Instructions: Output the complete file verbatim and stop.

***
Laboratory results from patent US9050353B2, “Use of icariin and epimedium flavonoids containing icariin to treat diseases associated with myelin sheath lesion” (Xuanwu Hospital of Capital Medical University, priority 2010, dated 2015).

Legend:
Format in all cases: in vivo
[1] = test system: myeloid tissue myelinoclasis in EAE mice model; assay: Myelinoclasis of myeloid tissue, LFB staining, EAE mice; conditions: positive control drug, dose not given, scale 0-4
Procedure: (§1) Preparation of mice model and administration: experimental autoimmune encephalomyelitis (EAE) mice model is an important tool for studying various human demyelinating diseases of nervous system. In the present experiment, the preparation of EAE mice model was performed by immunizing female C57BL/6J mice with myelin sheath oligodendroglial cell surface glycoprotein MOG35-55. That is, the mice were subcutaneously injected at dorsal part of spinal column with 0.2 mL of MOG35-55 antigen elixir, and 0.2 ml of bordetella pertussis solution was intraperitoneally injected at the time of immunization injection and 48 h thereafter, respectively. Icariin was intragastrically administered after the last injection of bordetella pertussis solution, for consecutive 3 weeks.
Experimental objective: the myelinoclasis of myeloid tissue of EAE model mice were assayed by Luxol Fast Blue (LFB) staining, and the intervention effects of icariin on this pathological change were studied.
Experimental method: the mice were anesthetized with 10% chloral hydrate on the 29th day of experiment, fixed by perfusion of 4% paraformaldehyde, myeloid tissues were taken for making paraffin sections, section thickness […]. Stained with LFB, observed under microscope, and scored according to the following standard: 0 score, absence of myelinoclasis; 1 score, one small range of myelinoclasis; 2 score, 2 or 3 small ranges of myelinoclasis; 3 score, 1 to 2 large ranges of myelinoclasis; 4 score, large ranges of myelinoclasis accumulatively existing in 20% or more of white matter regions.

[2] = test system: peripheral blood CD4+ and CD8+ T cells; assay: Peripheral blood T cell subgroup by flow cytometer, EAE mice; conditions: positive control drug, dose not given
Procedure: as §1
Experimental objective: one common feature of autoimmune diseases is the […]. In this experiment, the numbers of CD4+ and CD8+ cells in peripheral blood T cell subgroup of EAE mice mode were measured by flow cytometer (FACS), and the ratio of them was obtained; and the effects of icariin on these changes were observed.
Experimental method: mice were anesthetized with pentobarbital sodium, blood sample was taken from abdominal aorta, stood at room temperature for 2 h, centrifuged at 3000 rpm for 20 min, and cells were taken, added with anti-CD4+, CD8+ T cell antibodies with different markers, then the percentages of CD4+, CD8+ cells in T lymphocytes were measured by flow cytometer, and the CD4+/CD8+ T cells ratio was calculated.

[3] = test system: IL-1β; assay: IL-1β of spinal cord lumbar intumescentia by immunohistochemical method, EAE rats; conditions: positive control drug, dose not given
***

Laboratory results from patent US9050353B2, “Use of icariin and epimedium flavonoids containing icariin to treat diseases associated with myelin sheath lesion” (Xuanwu Hospital of Capital Medical University, priority 2010, dated 2015).

Legend:
Format in all cases: in vivo
[1] = test system: myeloid tissue myelinoclasis in EAE mice model; assay: Myelinoclasis of myeloid tissue, LFB staining, EAE mice; conditions: positive control drug, dose not given, scale 0-4
Procedure: (§1) Preparation of mice model and administration: experimental autoimmune encephalomyelitis (EAE) mice model is an important tool for studying various human demyelinating diseases of nervous system. In the present experiment, the preparation of EAE mice model was performed by immunizing female C57BL/6J mice with myelin sheath oligodendroglial cell surface glycoprotein MOG35-55. That is, the mice were subcutaneously injected at dorsal part of spinal column with 0.2 mL of MOG35-55 antigen elixir, and 0.2 ml of bordetella pertussis solution was intraperitoneally injected at the time of immunization injection and 48 h thereafter, respectively. Icariin was intragastrically administered after the last injection of bordetella pertussis solution, for consecutive 3 weeks.
Experimental objective: the myelinoclasis of myeloid tissue of EAE model mice were assayed by Luxol Fast Blue (LFB) staining, and the intervention effects of icariin on this pathological change were studied.
Experimental method: the mice were anesthetized with 10% chloral hydrate on the 29th day of experiment, fixed by perfusion of 4% paraformaldehyde, myeloid tissues were taken for making paraffin sections, section thickness […]. Stained with LFB, observed under microscope, and scored according to the following standard: 0 score, absence of myelinoclasis; 1 score, one small range of myelinoclasis; 2 score, 2 or 3 small ranges of myelinoclasis; 3 score, 1 to 2 large ranges of myelinoclasis; 4 score, large ranges of myelinoclasis accumulatively existing in 20% or more of white matter regions.

[2] = test system: peripheral blood CD4+ and CD8+ T cells; assay: Peripheral blood T cell subgroup by flow cytometer, EAE mice; conditions: positive control drug, dose not given
Procedure: as §1
Experimental objective: one common feature of autoimmune diseases is the […]. In this experiment, the numbers of CD4+ and CD8+ cells in peripheral blood T cell subgroup of EAE mice mode were measured by flow cytometer (FACS), and the ratio of them was obtained; and the effects of icariin on these changes were observed.
Experimental method: mice were anesthetized with pentobarbital sodium, blood sample was taken from abdominal aorta, stood at room temperature for 2 h, centrifuged at 3000 rpm for 20 min, and cells were taken, added with anti-CD4+, CD8+ T cell antibodies with different markers, then the percentages of CD4+, CD8+ cells in T lymphocytes were measured by flow cytometer, and the CD4+/CD8+ T cells ratio was calculated.

[3] = test system: IL-1β; assay: IL-1β of spinal cord lumbar intumescentia by immunohistochemical method, EAE rats; conditions: positive control drug, dose not given